Great Smoky Mountains National Park, Tennessee
© Tony Barber/Getty Image
The top of Tennessee. Nature Photography Day
If you're celebrating Nature Photography Day today, then Great Smoky Mountains National Park would be an excellent place to snap your own shots of sylvan splendor like this one. That's because you'd have two reasons to celebrate—the park turns 88 today. These misty peaks and valleys along the border between Tennessee and North Carolina were established as a national park on this day in 1934. All these years later, it may not be the most famous national park in the US, but it is by far the most popular. With more than 14 million visitors per year, it draws more people than the Grand Canyon, Yellowstone, and Yosemite combined.
True to its name, the park is known for its persistent haze. Native Americans–the region is the ancestral home of the Cherokee people–gave the place a name that translates to 'place of the blue smoke.' The smoke is actually a fog created in part by the native vegetation. It owes its blueish appearance to humidity and stagnant air. Almost all of the park is covered in deciduous and coniferous forest, a third of it old-growth trees that predate European settlement. The thick forests, range of elevations, and abundant rainfall support a stunning variety of wildlife. There are so many black bears that about two live in every square mile of the park. Bats, foxes, skunks, otters, bobcats, and 200 species of birds also call this place home. The park is most notable for its salamanders. In fact, it's known as the Salamander Capital of the World, with 30 species living here.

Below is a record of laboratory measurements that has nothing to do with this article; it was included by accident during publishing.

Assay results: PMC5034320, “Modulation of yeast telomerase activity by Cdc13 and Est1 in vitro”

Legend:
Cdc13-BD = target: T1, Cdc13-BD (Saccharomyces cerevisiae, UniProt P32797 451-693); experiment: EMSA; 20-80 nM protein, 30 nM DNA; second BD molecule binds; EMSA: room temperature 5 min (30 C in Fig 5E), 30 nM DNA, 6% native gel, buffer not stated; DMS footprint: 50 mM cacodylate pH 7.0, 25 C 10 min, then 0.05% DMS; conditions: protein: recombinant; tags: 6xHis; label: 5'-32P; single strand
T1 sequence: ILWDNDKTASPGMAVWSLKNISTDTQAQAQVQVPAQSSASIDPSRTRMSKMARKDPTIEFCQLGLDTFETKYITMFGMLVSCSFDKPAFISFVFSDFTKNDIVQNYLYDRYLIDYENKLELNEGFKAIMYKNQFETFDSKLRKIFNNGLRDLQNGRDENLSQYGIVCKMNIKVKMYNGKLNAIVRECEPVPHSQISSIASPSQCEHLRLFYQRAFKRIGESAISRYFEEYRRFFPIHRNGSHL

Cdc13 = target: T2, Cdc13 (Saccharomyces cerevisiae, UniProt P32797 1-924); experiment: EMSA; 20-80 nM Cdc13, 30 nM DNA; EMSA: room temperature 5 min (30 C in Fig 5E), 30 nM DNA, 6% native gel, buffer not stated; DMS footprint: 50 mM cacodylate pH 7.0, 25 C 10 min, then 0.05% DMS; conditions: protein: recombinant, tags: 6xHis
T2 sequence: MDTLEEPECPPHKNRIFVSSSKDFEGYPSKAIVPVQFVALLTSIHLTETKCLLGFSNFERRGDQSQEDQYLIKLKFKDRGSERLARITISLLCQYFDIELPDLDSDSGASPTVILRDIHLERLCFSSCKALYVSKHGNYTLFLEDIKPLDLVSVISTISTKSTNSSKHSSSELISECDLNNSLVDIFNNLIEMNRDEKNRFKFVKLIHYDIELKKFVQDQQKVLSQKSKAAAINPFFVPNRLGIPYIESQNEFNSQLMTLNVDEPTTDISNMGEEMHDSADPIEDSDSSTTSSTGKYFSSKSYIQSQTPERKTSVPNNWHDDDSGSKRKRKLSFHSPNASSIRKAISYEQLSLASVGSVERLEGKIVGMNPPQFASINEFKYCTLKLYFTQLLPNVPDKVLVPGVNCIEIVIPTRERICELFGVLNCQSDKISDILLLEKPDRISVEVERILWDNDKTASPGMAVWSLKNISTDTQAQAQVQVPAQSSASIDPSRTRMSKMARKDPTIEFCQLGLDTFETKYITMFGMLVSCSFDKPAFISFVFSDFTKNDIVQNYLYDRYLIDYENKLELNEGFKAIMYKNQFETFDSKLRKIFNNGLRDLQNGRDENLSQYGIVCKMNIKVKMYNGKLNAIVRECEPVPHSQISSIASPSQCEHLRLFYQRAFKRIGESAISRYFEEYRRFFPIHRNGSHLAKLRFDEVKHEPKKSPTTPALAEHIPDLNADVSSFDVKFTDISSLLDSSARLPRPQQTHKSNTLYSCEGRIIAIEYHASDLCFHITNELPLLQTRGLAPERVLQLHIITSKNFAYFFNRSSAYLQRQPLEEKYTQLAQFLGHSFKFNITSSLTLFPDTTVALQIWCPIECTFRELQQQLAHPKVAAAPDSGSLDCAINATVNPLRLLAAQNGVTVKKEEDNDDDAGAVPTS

But the real stars of the park are the mountains. For panoramic vistas, this vantage point—Clingmans Dome on the Tennessee side of the park—is hard to beat. At 6,643 feet, it's also the highest point in the state. To take your own version of this shot, you don't even have to hike. Simply drive to the parking lot. But after you've got your pics, keep the camera handy. If the parking lot looks this good, imagine what photos you can take in the rest of the park.